Wendy and I met in journalism school and she had gone on to achieve great success in the field. Having known each other throughout adulthood and watched our families grow, careers blossom, weathering of hardships, etc., our friendship always shined perspective on where we were in life at any given time. She told me of potential career opportunities that could land her in various exotic locales; I gave her the latest on the challenges of my draconian job, financial struggles, and excitement about making my finest album in years. A fitting reality check before scurrying downtown to see a new band for the first time since I could remember.
I arrived at the Delancey sweating and already exhausted around 8:30, where I was told the band wouldn’t play until 10. Great, I thought. How will I make it that long? I called Vlada at home and debated whether to bail on the show. I felt old; I was tired. But I couldn’t let it go. I called Susie, my ex who lived nearby. “I’m in the hood trying to stick it out til 10,” I said. “Come over and sleep,” she offered. “I’ll wake you up in time.”
Returning to the club rejuvenated, I entered the dank basement of the Delancey. I’d never been downstairs there before and was taken aback by how much it reminded me of venues of the past – cement floor, foot-high platform stage, velvet curtain behind masking the bounceback off the mildewy wall. It was dark, unglamorous and – to my surprise – half-empty. Thirty or so people lounged around, chatting and awaiting the band. Recognizing none of them, I shrugged and parked myself right in front of the stage.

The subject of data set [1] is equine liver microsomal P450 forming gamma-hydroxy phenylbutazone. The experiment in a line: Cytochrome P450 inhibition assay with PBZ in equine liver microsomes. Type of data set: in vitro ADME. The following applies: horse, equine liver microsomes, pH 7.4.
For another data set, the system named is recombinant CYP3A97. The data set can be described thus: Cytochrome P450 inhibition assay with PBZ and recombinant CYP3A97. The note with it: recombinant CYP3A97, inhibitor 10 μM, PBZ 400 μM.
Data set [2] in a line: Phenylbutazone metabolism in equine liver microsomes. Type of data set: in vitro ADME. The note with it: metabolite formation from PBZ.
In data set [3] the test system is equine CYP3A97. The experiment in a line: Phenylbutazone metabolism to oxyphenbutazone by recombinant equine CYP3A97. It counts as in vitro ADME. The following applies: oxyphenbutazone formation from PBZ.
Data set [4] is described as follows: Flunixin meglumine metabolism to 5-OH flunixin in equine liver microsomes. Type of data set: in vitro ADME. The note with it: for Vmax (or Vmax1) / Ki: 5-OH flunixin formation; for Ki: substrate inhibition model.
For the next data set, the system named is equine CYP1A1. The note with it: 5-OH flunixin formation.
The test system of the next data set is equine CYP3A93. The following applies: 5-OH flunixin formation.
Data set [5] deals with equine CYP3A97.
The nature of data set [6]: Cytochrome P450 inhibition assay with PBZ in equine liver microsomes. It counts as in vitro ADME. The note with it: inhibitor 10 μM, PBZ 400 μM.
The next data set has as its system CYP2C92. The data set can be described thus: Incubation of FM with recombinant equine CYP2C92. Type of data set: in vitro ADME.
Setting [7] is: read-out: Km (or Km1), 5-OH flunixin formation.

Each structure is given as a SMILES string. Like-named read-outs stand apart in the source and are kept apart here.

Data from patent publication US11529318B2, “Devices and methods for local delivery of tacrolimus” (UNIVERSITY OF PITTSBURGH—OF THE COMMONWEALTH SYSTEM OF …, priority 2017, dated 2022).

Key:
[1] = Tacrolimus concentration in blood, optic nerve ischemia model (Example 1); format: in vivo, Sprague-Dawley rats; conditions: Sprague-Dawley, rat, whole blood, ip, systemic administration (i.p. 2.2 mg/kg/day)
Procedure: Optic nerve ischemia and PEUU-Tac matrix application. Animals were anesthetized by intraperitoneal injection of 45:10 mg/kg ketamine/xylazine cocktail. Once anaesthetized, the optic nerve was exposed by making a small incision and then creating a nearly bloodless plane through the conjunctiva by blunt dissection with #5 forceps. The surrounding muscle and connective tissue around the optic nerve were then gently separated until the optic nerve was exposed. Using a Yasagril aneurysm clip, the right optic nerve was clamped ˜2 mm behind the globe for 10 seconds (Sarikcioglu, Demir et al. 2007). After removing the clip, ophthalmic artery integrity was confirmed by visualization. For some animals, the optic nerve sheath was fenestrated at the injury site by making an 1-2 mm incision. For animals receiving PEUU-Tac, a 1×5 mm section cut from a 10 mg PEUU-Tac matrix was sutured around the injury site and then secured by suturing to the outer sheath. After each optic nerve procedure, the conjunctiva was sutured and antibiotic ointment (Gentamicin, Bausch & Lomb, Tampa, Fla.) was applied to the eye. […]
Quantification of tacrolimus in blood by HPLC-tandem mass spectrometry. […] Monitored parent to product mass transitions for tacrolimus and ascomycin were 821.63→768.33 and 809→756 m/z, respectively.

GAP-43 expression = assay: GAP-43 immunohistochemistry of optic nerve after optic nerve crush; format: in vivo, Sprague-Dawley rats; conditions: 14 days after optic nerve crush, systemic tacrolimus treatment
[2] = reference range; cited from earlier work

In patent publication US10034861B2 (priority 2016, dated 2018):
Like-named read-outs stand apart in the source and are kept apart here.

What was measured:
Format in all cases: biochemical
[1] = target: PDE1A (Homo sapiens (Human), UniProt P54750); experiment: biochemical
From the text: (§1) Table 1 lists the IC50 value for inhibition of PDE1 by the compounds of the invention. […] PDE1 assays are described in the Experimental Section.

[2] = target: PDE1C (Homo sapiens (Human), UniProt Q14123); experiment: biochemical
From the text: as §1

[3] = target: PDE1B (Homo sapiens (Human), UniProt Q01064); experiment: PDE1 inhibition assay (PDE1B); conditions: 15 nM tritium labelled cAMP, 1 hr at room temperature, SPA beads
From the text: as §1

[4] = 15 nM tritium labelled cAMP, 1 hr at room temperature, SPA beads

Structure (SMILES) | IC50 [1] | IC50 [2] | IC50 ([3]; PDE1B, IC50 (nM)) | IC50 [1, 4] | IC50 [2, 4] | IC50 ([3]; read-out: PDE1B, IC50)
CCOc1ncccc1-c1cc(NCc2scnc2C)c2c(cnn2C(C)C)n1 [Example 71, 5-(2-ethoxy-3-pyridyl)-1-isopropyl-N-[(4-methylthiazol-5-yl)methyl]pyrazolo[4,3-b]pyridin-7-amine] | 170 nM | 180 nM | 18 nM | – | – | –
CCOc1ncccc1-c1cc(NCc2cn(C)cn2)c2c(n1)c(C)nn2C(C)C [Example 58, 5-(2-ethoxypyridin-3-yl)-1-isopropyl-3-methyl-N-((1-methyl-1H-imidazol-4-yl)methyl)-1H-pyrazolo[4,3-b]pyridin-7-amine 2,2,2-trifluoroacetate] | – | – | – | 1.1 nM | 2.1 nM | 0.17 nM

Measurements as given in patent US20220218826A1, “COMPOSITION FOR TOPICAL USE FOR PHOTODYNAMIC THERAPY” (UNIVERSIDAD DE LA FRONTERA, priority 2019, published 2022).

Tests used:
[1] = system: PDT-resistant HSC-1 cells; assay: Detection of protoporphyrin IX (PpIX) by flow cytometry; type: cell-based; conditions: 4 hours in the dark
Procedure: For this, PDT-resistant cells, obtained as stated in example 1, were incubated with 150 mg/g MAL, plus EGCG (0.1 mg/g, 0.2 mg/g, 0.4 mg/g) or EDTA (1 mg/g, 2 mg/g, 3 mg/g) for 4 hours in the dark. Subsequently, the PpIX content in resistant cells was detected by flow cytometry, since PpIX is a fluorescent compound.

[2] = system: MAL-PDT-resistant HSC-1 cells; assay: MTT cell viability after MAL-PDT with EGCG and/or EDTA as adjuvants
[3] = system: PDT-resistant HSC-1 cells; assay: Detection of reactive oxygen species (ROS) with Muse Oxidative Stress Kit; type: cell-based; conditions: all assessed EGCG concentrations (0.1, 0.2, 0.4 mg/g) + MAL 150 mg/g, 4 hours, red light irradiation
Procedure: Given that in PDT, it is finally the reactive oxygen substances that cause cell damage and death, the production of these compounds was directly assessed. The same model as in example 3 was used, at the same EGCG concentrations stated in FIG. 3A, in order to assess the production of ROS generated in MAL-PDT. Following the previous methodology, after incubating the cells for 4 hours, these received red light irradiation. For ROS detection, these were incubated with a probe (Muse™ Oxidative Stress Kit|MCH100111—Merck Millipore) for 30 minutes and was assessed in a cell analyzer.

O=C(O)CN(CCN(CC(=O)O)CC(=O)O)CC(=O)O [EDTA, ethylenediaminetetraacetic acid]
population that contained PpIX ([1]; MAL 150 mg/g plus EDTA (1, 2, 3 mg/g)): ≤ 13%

The group was settling onto the stage, tuning, testing amps. They were unassuming, projecting no rock star attitude. They seemed like me and my contemporaries, a group of guys on an adventure with no sense of entitlement. They were my age and had crossed the water to play for the first time. They were doing it. Beautiful.
They kicked off the first song and a wall of sound hit me in the face. Indeed it had been a while… The group sounded sublime, much more raw than on their seamlessly produced recordings. This was rock n roll, the Beatles at the Cavern, not Sgt. Pepper. Conducting themselves with the humility of a pub band, the guys nonetheless commanded attention.
Sporting a shaved head like mine, bassist Shaun McGee laid down his tricky, tasteful lines with graceful authority, swaying and bopping in time. Wonderfully disheveled, Tosh Flood’s modest and mild personality belied his fierce handling of the guitar. He comped like the Byrds, then spat leads that could have held their own in the Stones. From my vantage point I couldn’t see drummer Joey Fitzgerald, but his deep pocket was stellar, guiding the group like an engine pulling a freight train. Then there was Thomas.
The composer and leader of the group, Thomas Walsh is a big beautiful guy with a scraggly goatee, a transcendent voice, a gift for pop hooks and a wickedly marvelous sense of humor. He is completely down to earth and utterly musically compelling, brutally coaxing accented rhythms and countermelodies out of his Fender Telly while exercising a formidable vocal range.